blogged a while back about Symon Hill, the journalist who embarked on a pilgrimage of repentance for his former homophobia. I have been vaguely keeping up with his blog and note that Symon's quest has been endorsed by Greenbelt, he is talking about his experience at the festival this weekend. I've been thinking about Symon's journey since I read that he would be at Greenbelt. I don't just mean his physical journey, I mean the spiritual, emotional and personal journey that his pilgrimage is meant to represent. For Symon it is also a personal journey as he now identifies as bisexual, so the homophobia he felt (and practised) was directed against himself as much as anything. The effect of homophobia upon LGBT people is immense. It does not simply cause feelings of rejection/ anger/ depression but also results in a life long struggle to discover and to be one's authentic self.
We all venture on personal journies throughout life and I am glad Symon has reached the place he has. I wonder whether he should really feel the need to "repent" for his former attitudes as I guess he was the main victim of them! I know his pilgrimage is also a call to others, churches and individuals to "repent" of homophobic attitudes. I have mixed feelings about this because, although I certainly think many churches and individuals do need to consider the consequences of their attitudes upon others, I also wonder whether a "call to repent" is not the sort of thing that often leaves people seriously ticked off! The term "homophobia" is nowadays used very generally. I am not sure it is a very helpful term, as it suggests a "phobic" reaction to gay people - thus very few people consider themselves to be homophobic.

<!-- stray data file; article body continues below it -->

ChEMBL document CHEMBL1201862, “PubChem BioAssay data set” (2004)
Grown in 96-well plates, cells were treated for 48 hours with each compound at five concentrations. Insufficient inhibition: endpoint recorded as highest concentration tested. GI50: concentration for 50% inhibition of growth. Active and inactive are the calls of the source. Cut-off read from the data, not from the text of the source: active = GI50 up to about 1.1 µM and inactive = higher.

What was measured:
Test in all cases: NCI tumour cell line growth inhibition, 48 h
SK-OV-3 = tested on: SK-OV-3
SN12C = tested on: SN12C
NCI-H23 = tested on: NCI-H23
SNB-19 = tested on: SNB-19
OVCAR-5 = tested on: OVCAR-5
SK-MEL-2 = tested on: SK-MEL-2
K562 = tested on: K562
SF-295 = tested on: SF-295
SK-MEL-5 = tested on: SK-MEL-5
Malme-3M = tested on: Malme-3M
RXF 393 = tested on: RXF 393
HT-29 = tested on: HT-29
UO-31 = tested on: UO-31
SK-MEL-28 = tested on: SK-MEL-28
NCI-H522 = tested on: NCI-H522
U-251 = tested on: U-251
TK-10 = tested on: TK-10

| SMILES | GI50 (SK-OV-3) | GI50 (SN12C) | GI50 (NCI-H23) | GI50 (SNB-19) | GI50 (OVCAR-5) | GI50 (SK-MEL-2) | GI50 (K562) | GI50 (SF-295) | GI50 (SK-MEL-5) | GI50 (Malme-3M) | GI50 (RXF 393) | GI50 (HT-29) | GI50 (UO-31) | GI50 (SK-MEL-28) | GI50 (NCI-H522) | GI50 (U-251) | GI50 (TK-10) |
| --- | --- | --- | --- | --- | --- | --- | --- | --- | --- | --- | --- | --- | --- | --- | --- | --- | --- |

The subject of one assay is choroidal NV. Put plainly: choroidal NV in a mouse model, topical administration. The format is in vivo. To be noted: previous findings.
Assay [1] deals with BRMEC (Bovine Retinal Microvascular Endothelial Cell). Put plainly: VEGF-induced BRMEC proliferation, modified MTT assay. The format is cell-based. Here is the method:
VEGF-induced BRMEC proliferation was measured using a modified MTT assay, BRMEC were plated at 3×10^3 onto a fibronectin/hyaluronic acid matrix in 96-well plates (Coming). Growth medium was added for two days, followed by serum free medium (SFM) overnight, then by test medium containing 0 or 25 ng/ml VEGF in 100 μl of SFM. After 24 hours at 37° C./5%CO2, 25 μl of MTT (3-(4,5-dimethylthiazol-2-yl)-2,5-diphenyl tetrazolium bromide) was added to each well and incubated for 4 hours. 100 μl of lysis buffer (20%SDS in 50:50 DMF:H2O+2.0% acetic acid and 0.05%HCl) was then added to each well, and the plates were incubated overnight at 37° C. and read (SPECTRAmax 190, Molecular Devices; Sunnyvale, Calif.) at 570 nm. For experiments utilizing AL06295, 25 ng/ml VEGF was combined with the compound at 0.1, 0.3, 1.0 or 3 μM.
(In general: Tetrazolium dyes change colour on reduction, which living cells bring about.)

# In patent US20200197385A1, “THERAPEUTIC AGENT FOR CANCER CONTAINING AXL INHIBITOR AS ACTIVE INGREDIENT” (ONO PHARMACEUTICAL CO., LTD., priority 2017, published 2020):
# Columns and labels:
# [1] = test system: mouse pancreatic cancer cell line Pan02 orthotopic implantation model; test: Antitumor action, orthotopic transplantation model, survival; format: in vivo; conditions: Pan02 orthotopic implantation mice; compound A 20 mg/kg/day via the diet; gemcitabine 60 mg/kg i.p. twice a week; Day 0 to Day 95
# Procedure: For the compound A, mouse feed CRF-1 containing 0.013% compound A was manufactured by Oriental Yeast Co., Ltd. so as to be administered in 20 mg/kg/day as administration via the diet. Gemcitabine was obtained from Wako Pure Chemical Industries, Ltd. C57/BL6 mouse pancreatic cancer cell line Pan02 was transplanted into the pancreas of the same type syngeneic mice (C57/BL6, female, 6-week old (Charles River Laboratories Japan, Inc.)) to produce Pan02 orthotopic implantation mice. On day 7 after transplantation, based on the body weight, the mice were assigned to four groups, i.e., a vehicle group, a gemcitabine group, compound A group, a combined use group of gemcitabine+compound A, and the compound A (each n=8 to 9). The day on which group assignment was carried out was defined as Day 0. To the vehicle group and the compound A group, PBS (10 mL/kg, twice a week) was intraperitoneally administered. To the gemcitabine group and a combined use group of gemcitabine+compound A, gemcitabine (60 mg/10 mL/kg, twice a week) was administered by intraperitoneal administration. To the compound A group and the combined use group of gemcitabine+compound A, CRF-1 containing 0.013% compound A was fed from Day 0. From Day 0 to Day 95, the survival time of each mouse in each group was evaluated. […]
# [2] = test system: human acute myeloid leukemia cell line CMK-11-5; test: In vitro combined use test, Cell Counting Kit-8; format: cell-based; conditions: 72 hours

It is when people put a human face to an "issue" that their hostilities and assumptions often melt away and they think more widely and carefully and - if they are Christian - more lovingly. I think the most positive thing about Symon Hill's journey is not that he is accusing others, but that he is asking them to have the grace and imagination to talk with him and to walk with him.